This post is my contribution to the 40 Day Fast. I blogged last year about Blood:Water Mission, and decided to do the same again this year because I believe in the work they are doing. Blake is blogging for team two today
In Frederick Buechner’s book Telling Secrets: a memoir, he recounts in brief a story he had shared in an earlier book:
“I described what from the outside looked like a trivial domestic scene with my mother but which turned out to be such a watershed of my life that I must describe it briefly now. We were just about to have a pleasant dinner together when a friend of mine telephoned to say that his family had been in an awful accident and to ask if I would come wait with him at the airport where he was to catch a plane to where the accident had happened. My mother was furious. She said I was a fool to think of ruining our evening together for such a ridiculous reason as that, and for a moment I was horrified to find myself thinking that maybe she was right. Then the next moment I saw more clearly than I ever had before that it is on just such outwardly trivial decisions as this – should I go or should I stay – that human souls are saved or lost. I also saw for what was maybe the first time in my life that we are called to love our neighbors not just for our neighbors’ sake but for our own sake, and that when John wrote, “He who does not love remains in death” (1 John 3:14), he was stating a fact of nature as incontrovertible as gravity.”
I started writing an essay last year that I haven’t returned to yet, titled On Being Selfish. The gist of the essay was that, while I help others in part because of the consequences for them if I don’t, I’ve come to realize that one motivation for me is the knowledge of what kind of person I’ll become if I don’t, what it will do to my soul if I make every decision based on how it will benefit me, based only on what I can get out of it.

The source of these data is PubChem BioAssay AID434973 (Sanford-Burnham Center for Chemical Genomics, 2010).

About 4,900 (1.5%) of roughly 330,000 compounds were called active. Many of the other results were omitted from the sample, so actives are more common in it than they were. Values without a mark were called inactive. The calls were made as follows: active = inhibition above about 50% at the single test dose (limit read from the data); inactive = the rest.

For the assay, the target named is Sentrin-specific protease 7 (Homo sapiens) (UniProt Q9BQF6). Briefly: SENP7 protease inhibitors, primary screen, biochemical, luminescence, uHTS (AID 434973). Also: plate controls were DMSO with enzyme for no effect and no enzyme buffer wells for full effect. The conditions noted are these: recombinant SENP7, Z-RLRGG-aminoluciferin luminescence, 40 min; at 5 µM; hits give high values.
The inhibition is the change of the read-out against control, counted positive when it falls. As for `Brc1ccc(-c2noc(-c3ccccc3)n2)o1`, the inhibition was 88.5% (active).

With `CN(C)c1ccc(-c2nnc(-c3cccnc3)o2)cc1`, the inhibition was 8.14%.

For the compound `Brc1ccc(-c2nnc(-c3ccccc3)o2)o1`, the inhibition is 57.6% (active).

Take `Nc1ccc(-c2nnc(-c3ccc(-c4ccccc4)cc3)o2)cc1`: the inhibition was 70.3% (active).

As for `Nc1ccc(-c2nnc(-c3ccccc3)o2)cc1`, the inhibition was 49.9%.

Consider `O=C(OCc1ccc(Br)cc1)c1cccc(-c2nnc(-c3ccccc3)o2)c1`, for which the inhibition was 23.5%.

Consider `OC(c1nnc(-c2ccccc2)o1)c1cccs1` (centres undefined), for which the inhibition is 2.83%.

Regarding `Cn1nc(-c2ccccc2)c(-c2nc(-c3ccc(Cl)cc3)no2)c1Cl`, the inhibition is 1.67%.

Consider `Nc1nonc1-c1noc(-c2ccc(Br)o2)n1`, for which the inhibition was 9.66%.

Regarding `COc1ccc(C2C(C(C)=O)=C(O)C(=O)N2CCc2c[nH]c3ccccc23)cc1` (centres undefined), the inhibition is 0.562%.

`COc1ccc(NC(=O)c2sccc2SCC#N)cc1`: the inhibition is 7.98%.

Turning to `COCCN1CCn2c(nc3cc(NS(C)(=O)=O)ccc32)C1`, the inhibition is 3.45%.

In last year’s post about Blood:Water Mission, I wrote about how often a mother or her children are forced to walk 15 miles or more to get water. They do it to get water to survive, but without a clean water source, the water they go to such lengths to obtain will eventually kill them. I wrote about how the need to travel such distances for water not only affects the health of the family, but, because it can take up most of the day, the ability to become educated and to accomplish other basic tasks, and thus retards the process of a family, a community, rising out of abject poverty.
Today, I’d like to write about another issue that Blood:Water addresses that I haven’t seen talked about much: sanitation. Last week, I had the opportunity to sit down for an hour at a coffee shop in downtown Nashville with Aaron Sands, Director of Donor Relations and Development for Blood:Water Mission. While we were talking, Derek Webb, one of the spokesmen for Blood:Water, came over from a nearby table he’d been working at, and we talked about the Ride:Well bike tour, which ends this Saturday, and some of the ways one participant, author Donald Miller (Blue Like Jazz, To Own a Dragon), has been able to raise awareness of the work Blood:Water is doing, like with this video.
During the course of our talk, Aaron mentioned the difference it makes if health and hygiene are addressed when they enter a community, and how the benefits are even greater when sanitation is addressed as well. When he got back to the office, he sent me this statistic from the 1000 Wells Project staff: “Our experiences as well as countless studies show that providing clean water in a community will bring a 15-20% reduction in water borne diseases. If health and hygiene training (handwashing, food prep, etc) is provided as well, the reduction improves to 35%. If sanitation is addressed, a 60-65% reduction in water borne diseases occurs. Clean water is a doorway in, but is limited in its effect because habits and practices (and places to do them) must be reformed as well!”